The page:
Alternate Ajax Techniques, Part 2 | WebReference

Alternate Ajax Techniques, Part 2

Alternate Ajax Techniques, Part 2

By Nicholas C. Zakas.

In the last installment of this series, you learned about dynamic script loading, which involves creating a <script/> element dynamically and using it load JavaScript from the server. To make that work, your browser had to be DOM-compliant. In Part 2, you'll learn how to use images and cookies to enable client-server communication even on older browsers that don't support the DOM.

Images and Cookies

When people think about cookies nowadays, most think about security concerns, spyware and evil corporations tracking their every move. Those fears are understandable given what goes on in the world of the Web, but cookies really are just small pieces of data that can be accessed by both the client (through JavaScript) and the server. However, there are several restrictions placed on cookies that you need to be aware of before using them:

  • Each domain can store a maximum of 20 cookies on a user's machine. It's best to reuse cookies whenever possible instead of creating new ones.
  • The total size of the cookie (including name, equals sign, and value) cannot exceed 4096 bytes, meaning cookies are useful for storing small amounts of data only.
  • The total number of cookies allowed on a machine is 300.
Each request to and response from the server contains cookie information, regardless of what type of resource is being requested. This is where images come in.

Since Netscape Navigator 3, you've been able to change the src attribute of an image using JavaScript. This counts as a request and, therefore, brings with it cookie information from the server. As it turns out, images also fire a load event when the image has completely finished loading, allowing you to know exactly when the data you requested is ready. This makes images an ideal way to manipulate cookies for client-server communication.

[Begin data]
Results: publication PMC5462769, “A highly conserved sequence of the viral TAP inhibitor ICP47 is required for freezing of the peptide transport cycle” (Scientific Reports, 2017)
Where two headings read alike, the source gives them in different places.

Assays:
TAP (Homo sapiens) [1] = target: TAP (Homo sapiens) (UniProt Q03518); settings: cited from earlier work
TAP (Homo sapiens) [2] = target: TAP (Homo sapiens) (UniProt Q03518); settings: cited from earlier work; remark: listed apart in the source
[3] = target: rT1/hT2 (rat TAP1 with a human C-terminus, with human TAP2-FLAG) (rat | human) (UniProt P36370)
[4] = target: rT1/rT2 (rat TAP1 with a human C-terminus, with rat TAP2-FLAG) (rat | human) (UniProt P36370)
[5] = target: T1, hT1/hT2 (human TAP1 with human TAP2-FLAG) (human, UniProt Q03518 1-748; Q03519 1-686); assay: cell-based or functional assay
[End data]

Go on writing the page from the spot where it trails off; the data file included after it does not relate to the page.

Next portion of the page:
The Technique

The basic technique behind using images and cookies is similar to preloading images. You need to create a <img/> element and then assign its src attribute. To tell when the image is loaded, assign an onload event handler:

    var oImg = document.createElement("img");
    oImg.onload = function () {
      alert("Image is ready");
    }
    oImg.src = "/path/to/myimage.gif";
Unlike dynamically creating a <script/> element, the download of an image begins as soon as the src attribute is assigned, meaning that you don't even need to add the image to the page. In fact, you don't even need to use an <img/> element at all, you can use the Image object:

    var oImg = new Image();
    oImg.onload = function () {
      alert("Image is ready");
    }
    oImg.src = "/path/to/myimage.gif";
Of course, this is just part of the process. If the image request was meant to be bring back data in a cookie, then you'll need to read that data in the onload event handler. The getCookie() method gives you easy access to specific cookie values:

    function getCookie(sName) {
      var sRE = "(?:; )?" + sName + "=([^;]*);?";
      var oRE = new RegExp(sRE);

      if (oRE.test(document.cookie)) {
        return decodeURIComponent(RegExp["$1"]);
      } else {
        return null;
      }
    }
Without going too deeply into this code, document.cookie returns a series of name-value pairs that are URL-encoded and separated by semicolons. This function looks through the string for the value matching the given name.

Created: March 27, 2003
Revised: March 17, 2006

URL: http://webreference.com/programming/ajax_tech2/1